This HMW-TAU can preferentially be found in the spinal cord and optical nerve and is described as the only TAU species found in the adult rat sciatic nerve, dorsal and ventral roots and trigeminal nerve.
The expression of this HMW-TAU species may confer increased stabilization and spacing of the axonal microtubules.
Together with the neurofilaments it determines the caliber of the axon.
In contrast to the expression of HMW-TAU that has been described as the only TAU species in the rat peripheral nervous system, in the human sciatic nerve it was found three groups of TAU proteins that react with the polyclonal TAU antibody BR134.
Besides LMW-TAU and HMW-TAU isoforms, furthermore, a third class of TAU proteins with a molecular size between 66 and 84kDa was detected.
These latter bands were reactive for BR134 but not for TAU-1.
This might suggest that these proteins harboring the BR134 epitope might represent the so-called "middle molecular weight" (MMW)-TAU isoforms.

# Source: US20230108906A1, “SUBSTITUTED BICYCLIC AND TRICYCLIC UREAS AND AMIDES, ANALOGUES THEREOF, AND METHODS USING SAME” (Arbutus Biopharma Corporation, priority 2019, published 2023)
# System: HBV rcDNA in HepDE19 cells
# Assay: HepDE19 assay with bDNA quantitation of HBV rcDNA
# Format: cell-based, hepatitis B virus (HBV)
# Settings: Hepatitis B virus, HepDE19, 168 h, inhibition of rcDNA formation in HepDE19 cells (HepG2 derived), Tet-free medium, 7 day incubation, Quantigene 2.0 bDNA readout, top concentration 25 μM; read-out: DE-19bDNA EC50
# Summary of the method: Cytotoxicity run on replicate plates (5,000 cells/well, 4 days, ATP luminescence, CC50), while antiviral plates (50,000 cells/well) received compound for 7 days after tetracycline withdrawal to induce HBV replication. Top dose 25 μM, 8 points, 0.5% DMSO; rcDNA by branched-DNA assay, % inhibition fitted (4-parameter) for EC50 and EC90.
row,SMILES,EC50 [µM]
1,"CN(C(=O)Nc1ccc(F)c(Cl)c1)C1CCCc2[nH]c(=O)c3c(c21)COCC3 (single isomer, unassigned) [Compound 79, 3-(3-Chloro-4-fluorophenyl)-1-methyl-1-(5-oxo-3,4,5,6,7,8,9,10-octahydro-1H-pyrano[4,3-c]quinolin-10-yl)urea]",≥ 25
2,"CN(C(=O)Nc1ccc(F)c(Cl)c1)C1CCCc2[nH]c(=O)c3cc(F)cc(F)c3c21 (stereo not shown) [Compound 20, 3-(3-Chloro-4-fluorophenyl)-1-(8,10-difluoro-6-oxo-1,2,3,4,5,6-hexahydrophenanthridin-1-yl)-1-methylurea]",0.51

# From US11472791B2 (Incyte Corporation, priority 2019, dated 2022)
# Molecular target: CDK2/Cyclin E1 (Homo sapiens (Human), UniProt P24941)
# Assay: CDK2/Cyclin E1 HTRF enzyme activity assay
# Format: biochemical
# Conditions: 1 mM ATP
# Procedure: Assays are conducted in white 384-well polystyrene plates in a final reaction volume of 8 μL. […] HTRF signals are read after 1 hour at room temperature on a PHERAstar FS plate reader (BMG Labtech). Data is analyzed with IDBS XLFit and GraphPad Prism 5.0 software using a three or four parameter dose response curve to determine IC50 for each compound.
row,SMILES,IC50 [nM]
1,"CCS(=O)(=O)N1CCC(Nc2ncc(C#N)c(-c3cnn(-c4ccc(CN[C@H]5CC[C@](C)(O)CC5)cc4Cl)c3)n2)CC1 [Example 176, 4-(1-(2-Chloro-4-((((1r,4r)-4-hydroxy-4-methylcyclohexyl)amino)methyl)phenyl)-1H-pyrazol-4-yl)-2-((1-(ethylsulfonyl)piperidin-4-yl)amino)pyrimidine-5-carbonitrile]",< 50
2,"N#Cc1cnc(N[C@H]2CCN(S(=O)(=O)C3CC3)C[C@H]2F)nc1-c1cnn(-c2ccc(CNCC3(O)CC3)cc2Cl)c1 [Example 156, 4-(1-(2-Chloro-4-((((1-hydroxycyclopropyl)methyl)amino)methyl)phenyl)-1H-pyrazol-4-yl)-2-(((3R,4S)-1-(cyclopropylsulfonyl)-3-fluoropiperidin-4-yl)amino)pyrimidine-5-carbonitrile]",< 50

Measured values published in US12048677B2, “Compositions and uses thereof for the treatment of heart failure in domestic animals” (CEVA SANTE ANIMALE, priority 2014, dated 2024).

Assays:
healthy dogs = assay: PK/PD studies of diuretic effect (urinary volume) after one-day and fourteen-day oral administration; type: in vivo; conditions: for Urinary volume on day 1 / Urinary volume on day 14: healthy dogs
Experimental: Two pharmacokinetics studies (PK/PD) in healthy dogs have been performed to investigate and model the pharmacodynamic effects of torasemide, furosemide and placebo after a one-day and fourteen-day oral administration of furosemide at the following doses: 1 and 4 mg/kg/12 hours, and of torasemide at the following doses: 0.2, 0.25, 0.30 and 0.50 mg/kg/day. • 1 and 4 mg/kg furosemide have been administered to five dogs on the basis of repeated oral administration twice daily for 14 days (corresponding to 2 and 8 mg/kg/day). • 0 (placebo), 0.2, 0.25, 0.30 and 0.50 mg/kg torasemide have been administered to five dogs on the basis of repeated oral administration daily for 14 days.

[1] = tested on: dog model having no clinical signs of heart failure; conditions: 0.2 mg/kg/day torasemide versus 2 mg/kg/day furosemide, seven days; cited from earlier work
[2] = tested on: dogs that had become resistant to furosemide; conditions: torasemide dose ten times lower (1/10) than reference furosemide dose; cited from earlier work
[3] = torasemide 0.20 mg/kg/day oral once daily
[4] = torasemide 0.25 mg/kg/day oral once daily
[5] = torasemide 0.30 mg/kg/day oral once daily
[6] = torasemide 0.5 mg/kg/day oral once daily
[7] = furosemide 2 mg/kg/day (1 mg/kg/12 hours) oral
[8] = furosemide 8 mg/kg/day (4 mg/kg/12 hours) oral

This MMW-TAU might either arise from proteolytically processed HMW-TAU, where the TAU-1 epitope is masked by phosphorylation or from dimerization of LMW-TAU.
The main difference in TAU protein expression between the human nervous system and the nervous system of rodents resides in the down regulation of the juvenile TAU isoforms in rodents, while it persists in human brain throughout life.
This difference might explain the abundant LMW-TAU expression in the sciatic nerve of adult human.
TAU isoforms, furthermore, are differentially expressed between sensory fibers and motor fibers.
Scientists reported a higher percentage of HMW-TAU in the sensory parts of the spinal cord compared to non-sensory parts.
A potentially different composition of sciatic nerve fibers might, thus, also explain this discrepancy between rodents and humans.
Both during ageing and in AD, the elevated phosphorylation of TAU protein in the sciatic nerve at Seri 99/202 leads to a loss of TAU-1 reactivity.
This increased phosphorylation may be accompanied by phosphorylation of other sites found on PHF-TAU and may potentially lead to the formation of PHF in the peripheral nervous system.
In order to address this question it was used the B5-2 sandwich ELISA previously developed to map neurofibrillary degeneration in the central system.
The specificity of the monoclonal antibody B5-2 for PHF-TAU is based on the recognition of a conformational epitope on PHF-TAU, which involves a phosphorylation site.